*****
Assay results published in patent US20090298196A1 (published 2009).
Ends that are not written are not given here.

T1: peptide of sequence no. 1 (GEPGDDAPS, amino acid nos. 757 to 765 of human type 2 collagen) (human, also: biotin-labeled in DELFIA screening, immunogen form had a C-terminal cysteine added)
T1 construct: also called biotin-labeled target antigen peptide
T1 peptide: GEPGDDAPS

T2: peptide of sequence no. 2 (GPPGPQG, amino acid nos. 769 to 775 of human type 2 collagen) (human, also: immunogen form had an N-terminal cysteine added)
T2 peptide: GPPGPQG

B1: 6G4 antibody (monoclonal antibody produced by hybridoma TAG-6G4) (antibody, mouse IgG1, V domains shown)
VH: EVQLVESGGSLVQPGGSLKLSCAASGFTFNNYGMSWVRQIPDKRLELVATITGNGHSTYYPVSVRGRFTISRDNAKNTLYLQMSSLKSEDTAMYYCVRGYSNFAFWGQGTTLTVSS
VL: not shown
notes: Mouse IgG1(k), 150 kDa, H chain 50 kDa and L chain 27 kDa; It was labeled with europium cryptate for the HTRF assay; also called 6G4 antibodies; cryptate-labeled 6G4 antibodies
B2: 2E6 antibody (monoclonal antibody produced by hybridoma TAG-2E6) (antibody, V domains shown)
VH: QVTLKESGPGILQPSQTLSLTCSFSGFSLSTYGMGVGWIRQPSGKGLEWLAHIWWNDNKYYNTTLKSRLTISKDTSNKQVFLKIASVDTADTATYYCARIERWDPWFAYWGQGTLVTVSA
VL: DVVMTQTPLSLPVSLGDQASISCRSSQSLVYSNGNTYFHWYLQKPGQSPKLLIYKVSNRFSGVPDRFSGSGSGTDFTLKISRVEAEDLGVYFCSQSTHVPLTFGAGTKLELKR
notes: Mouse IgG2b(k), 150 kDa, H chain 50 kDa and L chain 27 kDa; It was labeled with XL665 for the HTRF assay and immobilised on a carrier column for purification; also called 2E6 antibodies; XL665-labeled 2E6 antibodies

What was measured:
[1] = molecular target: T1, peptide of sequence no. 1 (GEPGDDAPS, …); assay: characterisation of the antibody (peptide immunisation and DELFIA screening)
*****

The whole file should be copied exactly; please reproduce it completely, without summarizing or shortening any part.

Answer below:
Assay results published in patent US20090298196A1 (published 2009).
Ends that are not written are not given here.

T1: peptide of sequence no. 1 (GEPGDDAPS, amino acid nos. 757 to 765 of human type 2 collagen) (human, also: biotin-labeled in DELFIA screening, immunogen form had a C-terminal cysteine added)
T1 construct: also called biotin-labeled target antigen peptide
T1 peptide: GEPGDDAPS

T2: peptide of sequence no. 2 (GPPGPQG, amino acid nos. 769 to 775 of human type 2 collagen) (human, also: immunogen form had an N-terminal cysteine added)
T2 peptide: GPPGPQG

B1: 6G4 antibody (monoclonal antibody produced by hybridoma TAG-6G4) (antibody, mouse IgG1, V domains shown)
VH: EVQLVESGGSLVQPGGSLKLSCAASGFTFNNYGMSWVRQIPDKRLELVATITGNGHSTYYPVSVRGRFTISRDNAKNTLYLQMSSLKSEDTAMYYCVRGYSNFAFWGQGTTLTVSS
VL: not shown
notes: Mouse IgG1(k), 150 kDa, H chain 50 kDa and L chain 27 kDa; It was labeled with europium cryptate for the HTRF assay; also called 6G4 antibodies; cryptate-labeled 6G4 antibodies
B2: 2E6 antibody (monoclonal antibody produced by hybridoma TAG-2E6) (antibody, V domains shown)
VH: QVTLKESGPGILQPSQTLSLTCSFSGFSLSTYGMGVGWIRQPSGKGLEWLAHIWWNDNKYYNTTLKSRLTISKDTSNKQVFLKIASVDTADTATYYCARIERWDPWFAYWGQGTLVTVSA
VL: DVVMTQTPLSLPVSLGDQASISCRSSQSLVYSNGNTYFHWYLQKPGQSPKLLIYKVSNRFSGVPDRFSGSGSGTDFTLKISRVEAEDLGVYFCSQSTHVPLTFGAGTKLELKR
notes: Mouse IgG2b(k), 150 kDa, H chain 50 kDa and L chain 27 kDa; It was labeled with XL665 for the HTRF assay and immobilised on a carrier column for purification; also called 2E6 antibodies; XL665-labeled 2E6 antibodies

What was measured:
[1] = molecular target: T1, peptide of sequence no. 1 (GEPGDDAPS, …); assay: characterisation of the antibody (peptide immunisation and DELFIA screening)